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J Appl Physiol (1985). 2018 Aug 1;125(2):580-585. doi: 10.1152/japplphysiol.00146.2018. Epub 2018 May 10.

Extreme pregnancy: maternal physical activity at Everest Base Camp.

Author information

1
Program for Pregnancy and Postpartum Health, Neurovascular Health Lab, Faculty of Kinesiology, Sport, and Recreation, University of Alberta , Edmonton, Alberta , Canada.
2
Faculty of Science and Technology, Department of Biology, Mount Royal University , Calgary, Alberta , Canada.
3
University of British Columbia , Vancouver, British Columbia , Canada.
4
Department of Biology, University of Victoria , Victoria, British Columbia , Canada.
5
University of Ontario Institute of Technology , Oshawa, Ontario , Canada.
6
Department of Physiology, University College Cork , Cork , Ireland.
7
Kunde Hospital, Khunde, Solukumbu, Nepal.

Abstract

High-altitude natives employ numerous physiological strategies to survive and reproduce. However, the concomitant influence of altitude and physical activity during pregnancy has not been studied above 3,700 m. We report a case of physical activity, sleep behavior, and physiological measurements on a 28-yr-old third-trimester pregnant native highlander (Sherpa) during ascent from 3,440 m to Everest Base Camp (~5,300 m) over 8 days in the Nepal Himalaya and again ~10 mo postpartum during a similar ascent profile. The participant engaged in 250-300 min of moderate to vigorous physical activity per day during ascent to altitude while pregnant, with similar volumes of moderate to vigorous physical activity while postpartum. There were no apparent maternal, fetal, or neonatal complications related to the superimposition of the large volumes of physical activity at altitude. This report demonstrates a rare description of physical activity and ascent to high altitude during pregnancy and points to novel questions regarding the superimposition of pregnancy, altitude, and physical activity in high-altitude natives.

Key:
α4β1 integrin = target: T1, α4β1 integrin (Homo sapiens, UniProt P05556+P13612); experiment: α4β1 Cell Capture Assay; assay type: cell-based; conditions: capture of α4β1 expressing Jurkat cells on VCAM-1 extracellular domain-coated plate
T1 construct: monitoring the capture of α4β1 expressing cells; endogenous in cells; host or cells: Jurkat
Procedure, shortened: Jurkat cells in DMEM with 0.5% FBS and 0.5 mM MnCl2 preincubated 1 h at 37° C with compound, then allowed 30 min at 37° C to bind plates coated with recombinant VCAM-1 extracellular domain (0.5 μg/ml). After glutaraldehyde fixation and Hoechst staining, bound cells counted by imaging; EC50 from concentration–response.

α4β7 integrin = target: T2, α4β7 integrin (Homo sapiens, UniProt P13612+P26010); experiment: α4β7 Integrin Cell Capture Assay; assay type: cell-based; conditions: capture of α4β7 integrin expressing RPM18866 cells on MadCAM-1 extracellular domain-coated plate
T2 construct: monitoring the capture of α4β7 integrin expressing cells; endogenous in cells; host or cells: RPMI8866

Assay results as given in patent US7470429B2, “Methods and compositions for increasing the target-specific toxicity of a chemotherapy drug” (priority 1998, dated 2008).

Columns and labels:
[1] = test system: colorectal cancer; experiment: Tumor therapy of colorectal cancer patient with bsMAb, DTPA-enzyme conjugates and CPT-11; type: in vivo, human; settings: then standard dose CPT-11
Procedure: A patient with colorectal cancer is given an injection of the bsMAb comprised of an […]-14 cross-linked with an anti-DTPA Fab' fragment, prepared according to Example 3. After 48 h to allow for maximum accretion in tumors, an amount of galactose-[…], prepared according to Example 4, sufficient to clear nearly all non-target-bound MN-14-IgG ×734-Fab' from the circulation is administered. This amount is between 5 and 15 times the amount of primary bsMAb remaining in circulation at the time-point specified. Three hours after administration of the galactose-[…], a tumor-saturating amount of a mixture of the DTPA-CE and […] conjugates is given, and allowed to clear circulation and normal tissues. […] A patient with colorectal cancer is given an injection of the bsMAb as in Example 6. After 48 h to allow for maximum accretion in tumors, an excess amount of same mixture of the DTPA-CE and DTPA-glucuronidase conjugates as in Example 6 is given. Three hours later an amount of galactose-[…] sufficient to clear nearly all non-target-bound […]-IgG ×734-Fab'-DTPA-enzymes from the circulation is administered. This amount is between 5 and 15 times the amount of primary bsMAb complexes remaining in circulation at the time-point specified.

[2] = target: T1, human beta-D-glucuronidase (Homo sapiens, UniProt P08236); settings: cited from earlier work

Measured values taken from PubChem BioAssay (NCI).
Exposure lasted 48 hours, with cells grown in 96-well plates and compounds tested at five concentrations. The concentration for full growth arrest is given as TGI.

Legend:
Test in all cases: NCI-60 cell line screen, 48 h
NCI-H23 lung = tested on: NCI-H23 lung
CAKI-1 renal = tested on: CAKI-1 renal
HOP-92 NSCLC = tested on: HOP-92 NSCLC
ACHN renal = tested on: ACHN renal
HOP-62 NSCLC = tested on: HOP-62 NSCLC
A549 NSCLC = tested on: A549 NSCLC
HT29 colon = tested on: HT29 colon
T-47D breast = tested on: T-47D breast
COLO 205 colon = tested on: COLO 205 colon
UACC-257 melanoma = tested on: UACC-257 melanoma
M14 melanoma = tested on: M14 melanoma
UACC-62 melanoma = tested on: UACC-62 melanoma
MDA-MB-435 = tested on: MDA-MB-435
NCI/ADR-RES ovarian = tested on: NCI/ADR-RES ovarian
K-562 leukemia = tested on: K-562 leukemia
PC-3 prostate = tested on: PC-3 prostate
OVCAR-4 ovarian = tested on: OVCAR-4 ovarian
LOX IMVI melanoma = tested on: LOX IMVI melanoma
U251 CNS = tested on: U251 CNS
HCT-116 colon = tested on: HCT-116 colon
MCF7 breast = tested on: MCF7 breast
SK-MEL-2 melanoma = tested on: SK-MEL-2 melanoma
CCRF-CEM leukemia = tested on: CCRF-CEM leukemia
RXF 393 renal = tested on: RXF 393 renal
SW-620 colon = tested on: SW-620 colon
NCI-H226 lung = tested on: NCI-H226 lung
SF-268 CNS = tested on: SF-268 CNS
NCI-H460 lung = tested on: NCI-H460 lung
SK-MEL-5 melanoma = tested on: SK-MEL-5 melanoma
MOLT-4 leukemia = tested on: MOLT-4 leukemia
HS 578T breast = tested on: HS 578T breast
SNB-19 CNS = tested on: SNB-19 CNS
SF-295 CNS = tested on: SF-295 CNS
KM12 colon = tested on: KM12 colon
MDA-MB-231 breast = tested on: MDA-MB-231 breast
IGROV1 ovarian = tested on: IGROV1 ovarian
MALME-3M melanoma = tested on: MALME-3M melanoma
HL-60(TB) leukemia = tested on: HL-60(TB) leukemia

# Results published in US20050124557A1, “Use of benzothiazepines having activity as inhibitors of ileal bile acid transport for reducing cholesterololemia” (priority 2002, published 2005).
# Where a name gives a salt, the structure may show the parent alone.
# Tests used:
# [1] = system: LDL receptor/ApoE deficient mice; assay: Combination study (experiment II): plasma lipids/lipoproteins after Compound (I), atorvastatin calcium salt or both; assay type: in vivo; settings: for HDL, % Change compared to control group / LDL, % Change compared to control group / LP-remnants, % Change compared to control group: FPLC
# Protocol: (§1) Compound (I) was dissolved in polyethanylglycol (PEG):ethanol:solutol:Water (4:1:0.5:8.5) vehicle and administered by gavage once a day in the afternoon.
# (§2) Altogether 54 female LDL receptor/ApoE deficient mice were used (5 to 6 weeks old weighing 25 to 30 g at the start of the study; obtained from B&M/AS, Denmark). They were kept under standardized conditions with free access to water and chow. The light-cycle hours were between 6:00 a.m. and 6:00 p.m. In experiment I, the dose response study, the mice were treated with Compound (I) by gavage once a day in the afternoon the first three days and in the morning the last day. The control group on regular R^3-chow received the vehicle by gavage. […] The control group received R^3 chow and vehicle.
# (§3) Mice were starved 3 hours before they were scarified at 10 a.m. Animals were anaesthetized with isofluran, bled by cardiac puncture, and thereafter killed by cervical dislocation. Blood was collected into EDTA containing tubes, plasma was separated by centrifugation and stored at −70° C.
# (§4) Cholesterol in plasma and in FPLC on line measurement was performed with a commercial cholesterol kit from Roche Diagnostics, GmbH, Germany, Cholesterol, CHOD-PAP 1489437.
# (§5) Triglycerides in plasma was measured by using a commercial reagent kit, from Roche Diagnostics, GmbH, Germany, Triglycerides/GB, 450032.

KEYWORDS:

Sherpa; high-altitude ascent; physical activity guidelines; pregnancy

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